Risk-off suddenly in vogue for kiwi dollar as emerging market concerns stifle risk appetite
The New Zealand dollar was little changed as concerns about emerging markets eroded investors' appetite for risky assets after Argentina devalued the peso and Turkey's lira plunged when its central bank intervened in foreign exchange markets.
The kiwi traded at 82.88 US cents at 8am, paring a gain in Northern Hemisphere trading, from 82.84 cents at 5pm in Wellington yesterday. The trade-weighted index dropped to 78.43 from 78.61 yesterday.
Argentina's peso slumped 14 percent to 7.90 per US dollar after policy makers stopped buying foreign currency to prop up the peso in a bid preserve the central bank's reserves, and Turkey's lira weakened 1.6 percent to 2.2934 per US dollar after the nation's central bank in a bid to shore up the currency. That raised fears about the strength of emerging economies, which were already on the back foot after a weaker than expected Chinese manufacturing report yesterday.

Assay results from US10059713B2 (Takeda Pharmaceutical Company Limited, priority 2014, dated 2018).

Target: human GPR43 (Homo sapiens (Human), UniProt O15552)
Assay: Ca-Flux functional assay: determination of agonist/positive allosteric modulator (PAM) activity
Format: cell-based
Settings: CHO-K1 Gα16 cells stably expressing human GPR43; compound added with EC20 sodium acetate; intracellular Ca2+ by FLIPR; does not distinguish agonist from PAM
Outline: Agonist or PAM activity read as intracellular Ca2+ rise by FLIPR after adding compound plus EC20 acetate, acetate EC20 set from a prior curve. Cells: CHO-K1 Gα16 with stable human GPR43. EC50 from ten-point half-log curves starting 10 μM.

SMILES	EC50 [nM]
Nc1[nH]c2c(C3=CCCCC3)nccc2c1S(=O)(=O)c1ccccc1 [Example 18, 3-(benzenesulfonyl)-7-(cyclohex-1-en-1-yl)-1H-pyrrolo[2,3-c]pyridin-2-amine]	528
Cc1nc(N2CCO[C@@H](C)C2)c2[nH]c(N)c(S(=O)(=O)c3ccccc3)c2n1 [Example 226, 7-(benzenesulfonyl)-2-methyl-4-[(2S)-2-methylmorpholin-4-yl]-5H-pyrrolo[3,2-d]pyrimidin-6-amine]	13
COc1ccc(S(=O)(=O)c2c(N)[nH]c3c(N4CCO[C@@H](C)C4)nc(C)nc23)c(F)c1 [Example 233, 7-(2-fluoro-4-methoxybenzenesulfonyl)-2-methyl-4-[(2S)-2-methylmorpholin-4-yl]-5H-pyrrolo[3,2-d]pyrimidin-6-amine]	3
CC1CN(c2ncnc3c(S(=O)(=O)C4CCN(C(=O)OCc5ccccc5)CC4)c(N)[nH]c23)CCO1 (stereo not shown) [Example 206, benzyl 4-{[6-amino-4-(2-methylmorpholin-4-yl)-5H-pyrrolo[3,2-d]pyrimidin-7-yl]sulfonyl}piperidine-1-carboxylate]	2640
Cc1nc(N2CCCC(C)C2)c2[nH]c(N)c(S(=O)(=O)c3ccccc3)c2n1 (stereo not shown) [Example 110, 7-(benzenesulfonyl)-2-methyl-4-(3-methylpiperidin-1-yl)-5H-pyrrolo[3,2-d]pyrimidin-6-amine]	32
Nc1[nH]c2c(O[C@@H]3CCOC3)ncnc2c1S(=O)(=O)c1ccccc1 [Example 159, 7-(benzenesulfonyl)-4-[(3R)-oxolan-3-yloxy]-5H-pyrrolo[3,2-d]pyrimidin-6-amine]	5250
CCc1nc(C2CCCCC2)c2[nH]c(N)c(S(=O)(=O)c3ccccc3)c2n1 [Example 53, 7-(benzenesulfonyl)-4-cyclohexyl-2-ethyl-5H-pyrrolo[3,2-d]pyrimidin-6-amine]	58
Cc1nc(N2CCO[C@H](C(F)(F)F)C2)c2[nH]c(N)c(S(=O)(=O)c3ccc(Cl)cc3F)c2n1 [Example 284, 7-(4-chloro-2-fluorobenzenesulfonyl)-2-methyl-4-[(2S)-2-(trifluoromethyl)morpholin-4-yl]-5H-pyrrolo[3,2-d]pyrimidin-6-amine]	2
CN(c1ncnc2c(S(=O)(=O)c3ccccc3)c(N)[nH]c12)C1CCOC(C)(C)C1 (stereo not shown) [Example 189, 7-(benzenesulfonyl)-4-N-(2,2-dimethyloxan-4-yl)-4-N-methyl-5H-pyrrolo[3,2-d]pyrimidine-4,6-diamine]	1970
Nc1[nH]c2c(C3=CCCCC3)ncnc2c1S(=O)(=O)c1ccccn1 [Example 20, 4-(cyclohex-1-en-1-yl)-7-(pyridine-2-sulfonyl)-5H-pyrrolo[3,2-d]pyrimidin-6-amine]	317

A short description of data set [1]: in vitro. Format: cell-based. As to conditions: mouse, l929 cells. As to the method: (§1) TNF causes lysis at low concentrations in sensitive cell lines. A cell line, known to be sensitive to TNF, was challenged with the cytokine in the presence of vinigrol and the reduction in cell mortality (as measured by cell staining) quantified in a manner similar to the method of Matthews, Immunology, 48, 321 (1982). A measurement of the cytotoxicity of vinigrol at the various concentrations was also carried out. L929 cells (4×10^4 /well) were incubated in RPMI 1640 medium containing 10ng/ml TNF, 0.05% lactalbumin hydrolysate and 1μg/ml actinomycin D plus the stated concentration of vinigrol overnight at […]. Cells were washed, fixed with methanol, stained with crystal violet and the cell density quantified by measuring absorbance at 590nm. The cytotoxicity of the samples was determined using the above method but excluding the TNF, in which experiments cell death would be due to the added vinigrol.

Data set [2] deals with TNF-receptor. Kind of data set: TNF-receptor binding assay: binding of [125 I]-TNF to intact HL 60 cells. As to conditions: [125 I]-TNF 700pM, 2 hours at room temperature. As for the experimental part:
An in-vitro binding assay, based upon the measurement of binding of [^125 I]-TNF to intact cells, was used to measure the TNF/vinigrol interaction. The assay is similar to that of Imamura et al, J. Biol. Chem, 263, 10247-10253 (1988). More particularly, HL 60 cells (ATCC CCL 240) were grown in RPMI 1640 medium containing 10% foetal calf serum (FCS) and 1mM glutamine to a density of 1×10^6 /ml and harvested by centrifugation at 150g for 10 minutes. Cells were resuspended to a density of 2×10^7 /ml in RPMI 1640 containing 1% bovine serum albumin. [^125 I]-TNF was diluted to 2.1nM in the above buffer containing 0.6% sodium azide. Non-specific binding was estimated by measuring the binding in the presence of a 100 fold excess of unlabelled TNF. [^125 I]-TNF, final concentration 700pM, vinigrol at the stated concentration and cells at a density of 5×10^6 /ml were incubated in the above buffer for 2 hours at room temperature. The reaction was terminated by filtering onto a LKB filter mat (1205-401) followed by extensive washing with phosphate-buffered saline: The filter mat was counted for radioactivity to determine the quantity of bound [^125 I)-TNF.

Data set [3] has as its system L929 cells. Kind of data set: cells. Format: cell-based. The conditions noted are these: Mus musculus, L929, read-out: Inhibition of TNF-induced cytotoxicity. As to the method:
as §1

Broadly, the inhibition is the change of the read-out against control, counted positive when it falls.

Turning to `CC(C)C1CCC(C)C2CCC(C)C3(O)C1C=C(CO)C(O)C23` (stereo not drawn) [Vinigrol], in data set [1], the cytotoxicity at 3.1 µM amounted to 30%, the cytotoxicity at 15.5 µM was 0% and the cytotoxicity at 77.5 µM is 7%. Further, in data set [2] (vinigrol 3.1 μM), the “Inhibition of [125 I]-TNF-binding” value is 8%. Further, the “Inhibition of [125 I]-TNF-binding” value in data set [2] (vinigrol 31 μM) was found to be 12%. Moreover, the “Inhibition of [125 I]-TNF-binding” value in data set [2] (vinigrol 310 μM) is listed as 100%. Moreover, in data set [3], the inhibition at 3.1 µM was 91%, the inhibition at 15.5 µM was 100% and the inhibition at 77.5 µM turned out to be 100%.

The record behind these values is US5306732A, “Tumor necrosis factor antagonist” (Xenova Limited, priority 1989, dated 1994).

"It's been a while since we've had an old-fashioned risk-off day and that's what this is," said Sam Tuck, senior FX strategist at ANZ New Zealand in Auckland. "That's why the kiwi's off from above 83 (US cents)."
The currency may trade between 82.20 US cents and 83.20 cents today, according to ANZ economists.
ANZ's Tuck said the fears over emerging markets weighed more heavily on the Australian dollar than the kiwi, which rose to 94.59 Australian cents from 94.03 cents yesterday.
Investors will note the Reserve Bank's December credit card spending figures for release today.
The local currency fell to 60.54 euro cents at 8am in Wellington from 61.06 cents yesterday after better than expected European manufacturing figures bolstered confidence in the eurozone's economy.
The kiwi fell to 85.48 yen from 86.37 yen yesterday, and slipped to 49.85 British pence from 49.93 pence.